Turner CEO: how he’s anti-customer and wants to encourage piracy http://tinyurl.com/2bzx64m
Netflix has been very successful because it is customer friendly. Right from the start they realized that the customer was who they were their to serve, unlike TV Networks and Cable channels who are their to serve their advertisers. It didn’t matter to Netflix if you had a DVD for a night, or kept it all month immediately spoke to customers who hated DVD rental late fees.
They have worked consistently to create a business that customers like. I’ll likely become a customer when we upgrade to the newer Apple TV. On the other hand here’s what Turner Broadcasting Systems chairman/CEO Phil Kent) thinks:
But if you thought Kent was being hard on the studios—Warner Bros. is actually a corporate sibling of Turner’s—that’s nothing compared to what he says the industry is doing to Netflix to effectively block Reed Hastings from getting his hands on premium TV series. The new and old broadcast sitcoms and dramas Turner pays billions for may never even get an opportunity to be on Netflix because Kent implied SVOD rights are being “frozen” in the latest rounds of dealmaking.
This is after putting pressure on the studios to not allow Netfilx to get access to the content. And yet, Netflix is the brightest light the program producers have. It’s the closest business model to what customers want that we currently have and they WANT to pay “Hollywood”.
We have customers who are increasingly demanding “what I want to watch, when I want to watch it, on the device I choose for a reasonable payment”. That’s my demand. So far, only Netflix goes close; at least with the three parameters under their control (when, device, payment). But cable, and networks, want to thwart customers and keep desirable content from Netflix so they can continue to prop up a business that is built on a scarcity that no longer exists (or will no longer exist shortly). There’s only one outcome from that, and it doesn’t involve Turner getting any money and it robs studios of some money they might have made via Netflix. It will encourage unauthorized distribution, which is more a symptom of a market need/demand than a desire to obtain something free.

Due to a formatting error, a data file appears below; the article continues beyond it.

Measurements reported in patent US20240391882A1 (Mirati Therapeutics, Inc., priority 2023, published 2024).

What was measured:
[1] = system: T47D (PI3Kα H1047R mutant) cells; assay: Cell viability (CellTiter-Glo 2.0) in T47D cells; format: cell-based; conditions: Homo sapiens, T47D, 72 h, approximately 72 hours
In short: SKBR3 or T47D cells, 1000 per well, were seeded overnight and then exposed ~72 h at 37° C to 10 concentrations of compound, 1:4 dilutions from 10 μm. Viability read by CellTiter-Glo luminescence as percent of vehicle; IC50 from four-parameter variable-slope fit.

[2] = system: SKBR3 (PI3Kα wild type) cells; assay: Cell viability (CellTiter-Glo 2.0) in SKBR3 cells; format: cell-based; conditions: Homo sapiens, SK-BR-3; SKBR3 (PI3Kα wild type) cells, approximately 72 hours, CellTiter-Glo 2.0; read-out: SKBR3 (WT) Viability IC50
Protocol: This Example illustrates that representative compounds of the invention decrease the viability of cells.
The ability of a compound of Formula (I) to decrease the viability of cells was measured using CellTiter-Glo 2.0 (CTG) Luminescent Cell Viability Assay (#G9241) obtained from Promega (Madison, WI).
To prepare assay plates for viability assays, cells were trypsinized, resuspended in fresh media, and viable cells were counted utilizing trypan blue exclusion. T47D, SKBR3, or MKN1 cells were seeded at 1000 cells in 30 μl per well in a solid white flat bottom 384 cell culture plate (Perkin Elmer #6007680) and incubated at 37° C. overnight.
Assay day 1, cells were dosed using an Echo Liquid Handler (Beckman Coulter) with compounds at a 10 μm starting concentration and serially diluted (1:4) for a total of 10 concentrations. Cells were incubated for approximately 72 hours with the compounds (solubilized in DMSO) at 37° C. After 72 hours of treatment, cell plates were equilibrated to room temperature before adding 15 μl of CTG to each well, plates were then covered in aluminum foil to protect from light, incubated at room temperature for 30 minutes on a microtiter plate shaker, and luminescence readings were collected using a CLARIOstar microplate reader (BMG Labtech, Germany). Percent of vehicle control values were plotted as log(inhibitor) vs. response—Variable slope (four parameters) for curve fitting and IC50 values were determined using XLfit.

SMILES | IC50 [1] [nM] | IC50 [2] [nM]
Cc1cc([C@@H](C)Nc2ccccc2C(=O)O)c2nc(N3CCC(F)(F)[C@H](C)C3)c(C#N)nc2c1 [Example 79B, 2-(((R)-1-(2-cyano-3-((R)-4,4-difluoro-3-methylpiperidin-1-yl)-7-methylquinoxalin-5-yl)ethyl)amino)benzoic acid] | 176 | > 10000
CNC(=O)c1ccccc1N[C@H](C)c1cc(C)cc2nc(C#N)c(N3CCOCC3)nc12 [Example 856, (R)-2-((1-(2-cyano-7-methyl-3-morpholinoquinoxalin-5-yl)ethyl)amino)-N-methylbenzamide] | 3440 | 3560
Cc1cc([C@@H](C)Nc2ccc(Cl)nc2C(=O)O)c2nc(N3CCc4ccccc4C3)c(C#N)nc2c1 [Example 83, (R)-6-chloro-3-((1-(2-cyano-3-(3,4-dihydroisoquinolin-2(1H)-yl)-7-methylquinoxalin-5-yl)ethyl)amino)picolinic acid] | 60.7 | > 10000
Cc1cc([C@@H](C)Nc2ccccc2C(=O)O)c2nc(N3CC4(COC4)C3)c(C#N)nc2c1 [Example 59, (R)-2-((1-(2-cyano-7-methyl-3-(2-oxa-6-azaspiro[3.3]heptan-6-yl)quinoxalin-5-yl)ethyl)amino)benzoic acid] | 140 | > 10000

But Kent is not without some measure of mercy. He did say that Netflix still has a seat at the table, but for the scraps. He talked about a deal between Netflix and Warner Bros. TV Distribution for the FX series “Nip/Tuck,” a program that drew little interest from the TNTs of the world.
Thanks for the scraps Phil, but we’re not willing to settle for it. The scarcity that is a cable channel (access) today won’t exist in the near future and when it doesn’t, the only place Turner might have an outlet would be on Netflix. No, wait it won’t because Turner wants to provide programming on their schedule, and that’s just not enough anymore.